Karl

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 Re: Loose ring on bell.
Author: Tom H 
Date:   2021-10-17 22:43

Yes, what kdk said. In fact, on a clarinet FB group there was a discussion about Buffet eliminating the big ring on one model. Presumably just for asthetic purposes?

The Most Advanced Clarinet Book--Austin Macauley Publishers
tomheimer.ampbk.com/ Amazon, Sheet Music Plus
austinmacauley.com/author/heimer-tom
Boreal Ballad for unaccompanied clarinet--Sheet Music Plus
(902)-225-3276

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 Re: Loose ring on bell.
Author: SunnyDaze 
Date:   2021-10-18 03:27

Hi Karl,

It is the top ring on the bell, but it doesn't bother me that it's loose. I just had another look and the ring is held in place by some dried up old glue which makes the wooden part a bit wider and kind of grippy like sandpaper, so the ring doesn't rattle. I think the glue must have been added on one of the many reconditionings, because the ring no longer falls off (I had forgotten that).

The glue has long-since ceased to have any adhesive effects, so it just adding a bit of girth to the wood now. It's a bit like having limescale or sand on a moving part that stops it from moving properly and causes a grinding noise when turned, except in this case that's a good thing.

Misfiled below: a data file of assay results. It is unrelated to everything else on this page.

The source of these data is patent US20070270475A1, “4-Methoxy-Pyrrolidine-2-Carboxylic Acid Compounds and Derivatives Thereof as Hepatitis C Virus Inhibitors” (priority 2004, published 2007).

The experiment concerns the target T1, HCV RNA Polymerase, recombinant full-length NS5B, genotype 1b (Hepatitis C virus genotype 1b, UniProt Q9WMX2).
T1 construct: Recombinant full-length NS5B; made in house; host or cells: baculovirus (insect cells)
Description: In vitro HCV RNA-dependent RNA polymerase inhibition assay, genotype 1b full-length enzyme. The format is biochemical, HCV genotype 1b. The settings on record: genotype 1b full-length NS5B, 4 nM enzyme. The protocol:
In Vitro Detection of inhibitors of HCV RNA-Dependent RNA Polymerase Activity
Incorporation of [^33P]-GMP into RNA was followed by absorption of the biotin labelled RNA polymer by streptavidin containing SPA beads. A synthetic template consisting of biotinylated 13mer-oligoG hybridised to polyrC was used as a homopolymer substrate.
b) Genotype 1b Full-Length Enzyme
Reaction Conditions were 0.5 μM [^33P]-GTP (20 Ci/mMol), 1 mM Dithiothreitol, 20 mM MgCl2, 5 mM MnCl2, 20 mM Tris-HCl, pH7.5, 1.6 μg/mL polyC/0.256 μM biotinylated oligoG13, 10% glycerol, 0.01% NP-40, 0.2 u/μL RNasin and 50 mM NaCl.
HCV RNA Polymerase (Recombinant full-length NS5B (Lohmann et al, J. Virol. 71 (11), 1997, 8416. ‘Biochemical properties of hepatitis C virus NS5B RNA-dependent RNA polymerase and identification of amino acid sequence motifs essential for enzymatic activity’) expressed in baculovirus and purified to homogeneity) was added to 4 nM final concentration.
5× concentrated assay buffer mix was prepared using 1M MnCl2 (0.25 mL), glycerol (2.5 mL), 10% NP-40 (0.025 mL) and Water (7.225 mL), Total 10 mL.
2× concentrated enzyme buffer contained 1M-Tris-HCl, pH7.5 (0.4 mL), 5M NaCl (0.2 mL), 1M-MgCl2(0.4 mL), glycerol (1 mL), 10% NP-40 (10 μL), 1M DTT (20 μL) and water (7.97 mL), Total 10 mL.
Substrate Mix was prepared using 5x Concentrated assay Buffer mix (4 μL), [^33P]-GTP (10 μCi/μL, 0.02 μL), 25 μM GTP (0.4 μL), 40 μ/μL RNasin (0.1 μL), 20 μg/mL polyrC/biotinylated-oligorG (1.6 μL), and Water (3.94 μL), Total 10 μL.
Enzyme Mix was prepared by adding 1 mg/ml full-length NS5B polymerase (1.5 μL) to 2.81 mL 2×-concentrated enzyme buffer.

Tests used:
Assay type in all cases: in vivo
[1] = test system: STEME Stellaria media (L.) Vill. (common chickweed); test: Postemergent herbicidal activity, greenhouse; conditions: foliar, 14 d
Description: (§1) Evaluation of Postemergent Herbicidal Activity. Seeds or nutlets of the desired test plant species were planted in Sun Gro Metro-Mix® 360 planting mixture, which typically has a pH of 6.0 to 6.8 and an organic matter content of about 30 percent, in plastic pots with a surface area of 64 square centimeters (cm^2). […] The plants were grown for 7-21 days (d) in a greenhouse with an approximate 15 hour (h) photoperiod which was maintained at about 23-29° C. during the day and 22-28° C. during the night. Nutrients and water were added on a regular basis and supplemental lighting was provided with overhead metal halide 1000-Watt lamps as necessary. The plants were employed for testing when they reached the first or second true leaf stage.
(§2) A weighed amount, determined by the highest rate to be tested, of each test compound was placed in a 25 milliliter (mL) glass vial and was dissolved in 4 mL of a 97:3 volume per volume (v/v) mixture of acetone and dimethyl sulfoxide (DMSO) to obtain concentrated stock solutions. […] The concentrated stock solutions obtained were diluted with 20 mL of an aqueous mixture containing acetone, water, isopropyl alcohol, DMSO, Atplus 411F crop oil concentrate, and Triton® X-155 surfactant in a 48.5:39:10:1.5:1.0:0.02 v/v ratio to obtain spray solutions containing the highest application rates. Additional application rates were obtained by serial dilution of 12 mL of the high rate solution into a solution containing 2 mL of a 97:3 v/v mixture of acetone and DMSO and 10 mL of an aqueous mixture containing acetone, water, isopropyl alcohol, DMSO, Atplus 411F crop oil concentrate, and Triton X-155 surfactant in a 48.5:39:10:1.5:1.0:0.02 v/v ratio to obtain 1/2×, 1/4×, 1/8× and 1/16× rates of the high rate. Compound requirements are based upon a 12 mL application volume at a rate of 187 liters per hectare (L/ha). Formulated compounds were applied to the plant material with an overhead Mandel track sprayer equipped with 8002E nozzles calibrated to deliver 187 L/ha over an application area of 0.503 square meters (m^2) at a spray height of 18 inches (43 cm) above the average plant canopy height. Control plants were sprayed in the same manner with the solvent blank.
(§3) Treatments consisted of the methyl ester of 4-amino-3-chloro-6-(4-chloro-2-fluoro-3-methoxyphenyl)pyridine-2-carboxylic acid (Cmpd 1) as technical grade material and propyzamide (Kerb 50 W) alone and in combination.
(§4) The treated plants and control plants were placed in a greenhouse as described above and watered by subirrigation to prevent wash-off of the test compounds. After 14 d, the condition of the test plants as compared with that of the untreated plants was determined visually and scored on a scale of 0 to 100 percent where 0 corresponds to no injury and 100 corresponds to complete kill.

The old clarinet is really very disheveled and I don't play it any more, but I just wanted to mention about the loose ring, because it really doesn't cause any problems on this instrument. It's all the other problems that are the tricky ones. :-)

Jen

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 Re: Loose ring on bell.
Author: farabout 
Date:   2021-10-18 03:45

Uh-oh, the loose top ring could (eventually) facilitate the cracking of thus exposed vulnerable bell socket. In order to prevent this, you may apply an immediate quick fix with a teflon (plumber's) tape, and then consider various long-term solutions.

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 Re: Loose ring on bell.
Author: kdk 2017
Date:   2021-10-18 04:14

SunnyDaze wrote:

> Hi Karl,
>
> It is the top ring on the bell, but it doesn't bother me that
> it's loose. I just had another look and the ring is held in
> place by some dried up old glue which makes the wooden part a
> bit wider and kind of grippy like sandpaper, so the ring
> doesn't rattle. I think the glue must have been added on one of
> the many reconditionings, because the ring no longer falls off
> (I had forgotten that).

A loose tenon ring shouldn't be left loose. It's there to reinforce the tenon wall, which is more vulnerable than other parts to crack from any stress during assembly because it's thin and relatively weak. It also shouldn't be glued in place. I'm assuming humidifying the instrument doesn't expand the tenon against the ring (have you tried that?). I've always shimmed them by adding a thin layer of paper under the ring and pressing the ring down over the paper (there's a little more involved in cutting the paper to fit). That to me has never been a temporary fix - it's in fact how Hans Moennig and other highly reputed repairmen in my younger days solved the problem. I think I remember someone here warning against shimming in this way, but I don't remember who or why.

Karl